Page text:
While both Thomas Jefferson’s family and the enslaved people at his estate would have had to use the same types of crops, their meals would have looked very different, Twitty said.
“If you want a recipe for trough mush, I got you; ash cake, I got you; herring and hominy, I got you,” said Twitty, describing some of the meals available during the 1700s and 1800s. “It’s not tasty — I know it’s not.”
“But that’s the food enslaved people and poor whites, and Native folks had to eat every single day, without any sort of variance, until someone caught a rabbit or there were berries available,” he said. “And that’s just the fact.”
Southern recipes also can have different narratives passed down, Twitty said, mostly due to the politics of power inculcated in Southern food in ways that just aren’t in other regions of the country.
“That’s what makes the story so complicated and so fuzzy and difficult,” said Twitty. “On the one side, nothing brings white and black Southerners together faster than having that common narrative.”
“But on the other side it becomes really, really weird because people will testify to me about their own growing-up experience with Southern food.”
In a past demonstration, Twitty made a dish called “cush,” which is stale cornbread crumbled up into a hash with peppers and onions. Following his presentation, Twitty said he has had white American Southerners tell him that that same recipe was passed down through their families and made for them by a black cook.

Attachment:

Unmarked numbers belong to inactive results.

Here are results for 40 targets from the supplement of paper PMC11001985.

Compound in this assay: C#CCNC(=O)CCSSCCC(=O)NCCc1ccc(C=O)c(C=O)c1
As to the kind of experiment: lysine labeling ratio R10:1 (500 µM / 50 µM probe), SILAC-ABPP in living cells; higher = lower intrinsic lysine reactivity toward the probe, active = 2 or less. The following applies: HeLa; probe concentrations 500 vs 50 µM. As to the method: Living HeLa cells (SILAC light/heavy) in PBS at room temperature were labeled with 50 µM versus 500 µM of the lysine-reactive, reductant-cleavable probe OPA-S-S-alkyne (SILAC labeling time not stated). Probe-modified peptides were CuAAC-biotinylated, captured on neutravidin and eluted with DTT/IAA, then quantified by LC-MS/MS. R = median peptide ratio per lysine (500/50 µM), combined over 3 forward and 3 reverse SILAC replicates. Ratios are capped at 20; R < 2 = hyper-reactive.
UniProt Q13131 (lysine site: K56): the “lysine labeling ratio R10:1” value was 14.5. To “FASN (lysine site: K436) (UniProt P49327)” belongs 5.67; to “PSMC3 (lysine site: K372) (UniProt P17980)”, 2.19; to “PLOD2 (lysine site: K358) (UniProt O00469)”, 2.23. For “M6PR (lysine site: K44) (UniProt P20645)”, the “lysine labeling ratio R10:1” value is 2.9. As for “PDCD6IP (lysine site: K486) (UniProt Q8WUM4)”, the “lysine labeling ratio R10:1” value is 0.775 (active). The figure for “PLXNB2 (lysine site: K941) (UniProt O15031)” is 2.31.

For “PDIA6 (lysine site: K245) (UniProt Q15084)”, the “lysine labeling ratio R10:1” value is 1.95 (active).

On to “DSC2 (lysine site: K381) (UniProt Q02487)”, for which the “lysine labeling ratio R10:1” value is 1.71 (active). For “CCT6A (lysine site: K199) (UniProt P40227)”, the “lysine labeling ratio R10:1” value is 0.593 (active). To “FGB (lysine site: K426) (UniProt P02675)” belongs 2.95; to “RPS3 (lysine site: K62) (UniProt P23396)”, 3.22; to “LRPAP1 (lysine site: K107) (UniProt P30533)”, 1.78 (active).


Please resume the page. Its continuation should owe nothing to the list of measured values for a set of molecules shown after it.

“They don’t mean any harm by it; they literally mean the woman who worked for their family,” Twitty said. “But the fact of the matter is, it got passed to them because of a system where, for years, the only acceptable job available for black women was as domestics.”
In an example that hits close to home for Monticello, Twitty said Jefferson is always credited with bringing macaroni and cheese to America. No credit is ever given to James Hemings — the enslaved cook Jefferson took to France to learn French cuisine, Twitty said.
“Jefferson got all the credit,” Twitty said. “We don’t hear about no James Hemings. It was as if this man had time to do everything: he just wrote declarations, he went down to the kitchen — and there were no women around — and he was just whipping stuff up.”
“I’m just like, ‘nuh uh,’” he said.
Both Violet King and Najwa Thomas, from Washington, D.C., attended the Heritage Festival specifically to see Twitty speak and learn more about his work.
“I’m a farmer, but I don’t necessarily think about food the same way that he does,” King said. “So, it’s just really interesting to hear the perspective from a chef.”
“I think he’s brilliant in using food as a connector for people because it’s very rare that we have these separate experiences as humans, especially in America, where we need so much understanding of each other,” Thomas added. “Food and eating are something we need to do — it’s nourishing — so to take history and connect it to that is brilliant.”